Close your eyes and imagine struggling to do simple acts such as going out to buy a pint of milk or catching a train to work. Imagine that this is because the way you present does not align with mainstream societies view of what it means to be male or female. My cis privilege means this is something I have not experienced, but I know it to be the lived experience for many trans people who face daily street harassment and abuse and worse.
This thought experiment could come in handy for journalists at the Sunday Times and the New Yorker. Both published articles recently by cis people which cited the experiences of trans people without once mentioning transphobia. If these cis writers had a modicum of journalistic integrity this fundamental issue would not have been overlooked.
The Sunday Times ran a ridiculous story, entitled: “male prisoners jump at transgender privileges”. This article suggested that the increase in the number of trans women coming out in male prisons was a result of them wanting to enjoy so-called “privileges”. Of course, being an out trans woman in prison must be full of privileges! The safety risks; the risk to a trans person’s physical and mental health; the struggle to access appropriate health care, navigating a culture where prison rape and violence is rife. Of course, what a privilege it must be to come out as a trans person in that environment!
This level of ignorance within our media helps to perpetuate misunderstanding amongst cis people and feeds into lazy and dangerous stereotypes. It creates an environment where the rights and dignity of trans people can legitimately be violated because they are seen as “playing” at being a gender of their choice.
This approach was consistent with the one-sided bile espoused by an article in the New Yorker. Michelle Goldbeg wrote at length about the war between “radical feminists vs trangenderism”. Putting aside the bizarre terminology, there is a deeply flawed narrative which is, at best, intellectually disingenuous and, at worse, transphobic vitriol. This particularly stood out as a theory noted in the article: trans women transition “for reasons of sexual fetishism, Sheila Jeffreys [a feminist academic] says, and the majority of trans women in the West start off not as effeminate gay men but as straight or bisexual men, and they are initially motivated by erotic compulsion rather than by any conceived female identity…. it’s really exciting for guys to imagine themselves with female breasts, or female breasts and a vulva.”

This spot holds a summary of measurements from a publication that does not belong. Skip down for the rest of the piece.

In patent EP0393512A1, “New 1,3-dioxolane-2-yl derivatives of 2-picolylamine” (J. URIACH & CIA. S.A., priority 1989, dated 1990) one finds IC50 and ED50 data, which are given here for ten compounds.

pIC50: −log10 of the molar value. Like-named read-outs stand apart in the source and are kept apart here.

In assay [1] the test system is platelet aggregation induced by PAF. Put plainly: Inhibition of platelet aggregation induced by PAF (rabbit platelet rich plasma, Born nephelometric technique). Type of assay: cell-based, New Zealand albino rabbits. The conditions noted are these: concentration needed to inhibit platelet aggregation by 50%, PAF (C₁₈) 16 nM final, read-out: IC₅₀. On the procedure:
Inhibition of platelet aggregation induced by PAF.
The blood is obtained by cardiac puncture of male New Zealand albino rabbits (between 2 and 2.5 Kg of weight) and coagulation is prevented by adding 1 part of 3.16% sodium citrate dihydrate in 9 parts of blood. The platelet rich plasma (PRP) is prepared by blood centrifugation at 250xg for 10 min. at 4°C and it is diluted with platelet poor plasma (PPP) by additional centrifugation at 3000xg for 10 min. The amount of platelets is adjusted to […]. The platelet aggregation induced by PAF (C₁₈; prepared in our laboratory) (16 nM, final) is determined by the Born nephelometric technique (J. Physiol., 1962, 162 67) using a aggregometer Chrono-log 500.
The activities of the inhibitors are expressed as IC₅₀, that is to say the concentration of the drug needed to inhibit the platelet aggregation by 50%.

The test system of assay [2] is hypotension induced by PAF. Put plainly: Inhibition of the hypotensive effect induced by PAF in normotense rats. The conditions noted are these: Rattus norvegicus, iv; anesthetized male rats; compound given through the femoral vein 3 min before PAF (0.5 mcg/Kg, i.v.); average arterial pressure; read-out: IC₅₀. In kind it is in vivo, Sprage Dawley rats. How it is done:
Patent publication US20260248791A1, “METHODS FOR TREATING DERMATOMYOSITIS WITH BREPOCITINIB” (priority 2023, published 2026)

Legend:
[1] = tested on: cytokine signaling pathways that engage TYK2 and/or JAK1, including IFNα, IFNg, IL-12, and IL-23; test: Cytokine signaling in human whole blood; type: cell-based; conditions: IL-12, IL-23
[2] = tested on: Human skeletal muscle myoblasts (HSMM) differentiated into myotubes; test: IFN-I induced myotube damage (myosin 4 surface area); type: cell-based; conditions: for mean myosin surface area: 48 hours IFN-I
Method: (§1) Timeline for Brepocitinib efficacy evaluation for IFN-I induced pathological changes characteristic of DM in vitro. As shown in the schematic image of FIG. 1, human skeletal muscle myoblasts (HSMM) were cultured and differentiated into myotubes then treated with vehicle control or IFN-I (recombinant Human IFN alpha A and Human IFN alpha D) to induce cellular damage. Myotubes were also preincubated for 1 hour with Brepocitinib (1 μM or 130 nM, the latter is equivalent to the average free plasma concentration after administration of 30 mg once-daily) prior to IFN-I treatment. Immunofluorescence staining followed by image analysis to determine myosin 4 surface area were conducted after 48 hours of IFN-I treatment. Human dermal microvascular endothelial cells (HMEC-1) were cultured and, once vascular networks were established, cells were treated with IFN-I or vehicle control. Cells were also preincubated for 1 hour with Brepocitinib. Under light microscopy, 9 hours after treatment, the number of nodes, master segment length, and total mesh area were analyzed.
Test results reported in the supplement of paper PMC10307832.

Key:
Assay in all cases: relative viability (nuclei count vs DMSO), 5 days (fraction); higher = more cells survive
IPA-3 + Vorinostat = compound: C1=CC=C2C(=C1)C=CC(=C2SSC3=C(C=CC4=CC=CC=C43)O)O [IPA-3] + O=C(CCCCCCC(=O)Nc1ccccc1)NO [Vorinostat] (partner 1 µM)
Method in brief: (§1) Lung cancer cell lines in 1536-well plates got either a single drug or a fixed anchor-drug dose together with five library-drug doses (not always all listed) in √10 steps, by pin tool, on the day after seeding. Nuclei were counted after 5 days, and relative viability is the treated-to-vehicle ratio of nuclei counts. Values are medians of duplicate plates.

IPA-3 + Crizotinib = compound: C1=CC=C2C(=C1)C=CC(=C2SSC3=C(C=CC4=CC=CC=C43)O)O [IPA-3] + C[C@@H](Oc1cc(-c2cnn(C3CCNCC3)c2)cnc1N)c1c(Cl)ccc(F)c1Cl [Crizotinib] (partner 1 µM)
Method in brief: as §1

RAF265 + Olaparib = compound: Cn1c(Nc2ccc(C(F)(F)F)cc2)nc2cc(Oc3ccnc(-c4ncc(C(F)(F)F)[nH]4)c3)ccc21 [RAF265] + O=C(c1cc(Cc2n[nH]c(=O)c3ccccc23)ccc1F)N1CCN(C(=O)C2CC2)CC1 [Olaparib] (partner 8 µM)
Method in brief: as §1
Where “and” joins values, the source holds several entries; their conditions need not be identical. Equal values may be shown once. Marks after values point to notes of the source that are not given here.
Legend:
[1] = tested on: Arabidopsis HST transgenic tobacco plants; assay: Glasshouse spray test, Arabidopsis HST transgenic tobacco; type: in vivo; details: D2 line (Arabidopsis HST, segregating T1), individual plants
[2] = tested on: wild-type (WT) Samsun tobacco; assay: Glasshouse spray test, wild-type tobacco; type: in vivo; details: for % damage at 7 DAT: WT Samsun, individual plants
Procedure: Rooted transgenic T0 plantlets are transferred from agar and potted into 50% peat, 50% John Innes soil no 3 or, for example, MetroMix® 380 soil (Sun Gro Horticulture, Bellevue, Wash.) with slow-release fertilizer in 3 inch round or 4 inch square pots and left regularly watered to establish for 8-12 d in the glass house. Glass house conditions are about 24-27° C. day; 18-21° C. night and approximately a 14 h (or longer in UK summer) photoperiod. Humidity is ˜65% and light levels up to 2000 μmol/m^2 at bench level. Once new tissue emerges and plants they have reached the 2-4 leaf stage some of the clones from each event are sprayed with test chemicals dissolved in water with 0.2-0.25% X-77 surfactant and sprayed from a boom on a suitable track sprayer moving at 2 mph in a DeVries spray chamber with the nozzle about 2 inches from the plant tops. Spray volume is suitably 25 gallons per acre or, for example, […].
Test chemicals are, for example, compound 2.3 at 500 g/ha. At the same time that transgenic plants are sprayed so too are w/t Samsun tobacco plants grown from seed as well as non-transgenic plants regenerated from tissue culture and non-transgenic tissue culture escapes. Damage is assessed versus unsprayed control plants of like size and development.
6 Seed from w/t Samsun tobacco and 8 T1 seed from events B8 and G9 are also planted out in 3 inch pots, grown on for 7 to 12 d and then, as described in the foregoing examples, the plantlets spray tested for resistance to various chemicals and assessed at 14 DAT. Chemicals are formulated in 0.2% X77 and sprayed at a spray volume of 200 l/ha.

Goldberg also cites Sheila Jeffrey’s criticisms of providing support to trans young people as this will “prevent them from developing unwanted secondary sex characteristics and can result in sterilization.” She fails to even mention in passing the statistics of suicide attempts and self-harm affecting trans young people. Research indicates that “the shame and rejection felt by these children in turn leads to self-harming behaviours, increased drug use, homelessness, HIV/AIDS infection, depression, and suicide. One-third (33.2%) of transgender youth have attempted suicide.” The gaps in Goldberg’s narrative are extremely dangerous.
It occurred to me that if Michelle Goldberg is able to research the key feminist academics and cite the scant examples where trans women have sought to reverse the transitioning process, why is she unable to cite the research on the huge levels of inequality trans people experience? Had she citied this, her argument that people are choosing to transition to fulfil a sexual fetish would be seen as the vacuous nonsense it really is.
Perhaps this is where the issue of trans equality, as viewed from the outside cis world, is being lost. There is either the deliberate or unintentional (if one is being charitable) misunderstanding of the deep structural inequalities trans people face.
In a 2011 survey conducted by the UK government, nearly half of trans employees experience discrimination or harassment in their workplaces and they highlight transitioning at work as one of the most significant triggers for discrimination. Trans people have some of the highest rates of mental ill-health, a 2010 survey found that 41 percent of transgender people in the U.S. have attempted suicide. Researchers attributed those rates to discrimination and stigma. The transphobia is found in the public spaces and services trans people seek to access such as public transport, housing and healthcare. These barriers hinder the possibility of trans people living any kind of meaningful life.
As a cis woman of colour, I cannot see how women’s liberation can be complete without the structure of race inequality being dismantled. In line with this, how is women’s liberation complete if trans inequality remains intact? When we allow one minority to suffer persecution and inequality, we leave the door open for oppression to be perpetuated against other marginalised groups.
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Huma Munshi started the #fuckhonour hashtag to express her anger at the oppression women have experienced. She is a writer, poet, blogger and trade unionist. She is a regular contributor to Media Diversified, F-Word and Time to Change.
She has written widely on honour based violence, mental health, film and intersectionality. Her weekly column will reflect her passion for activism, a feminism that reflects her own experiences as an Asian Muslim woman, film reviews and current affairs. Read more of her articles here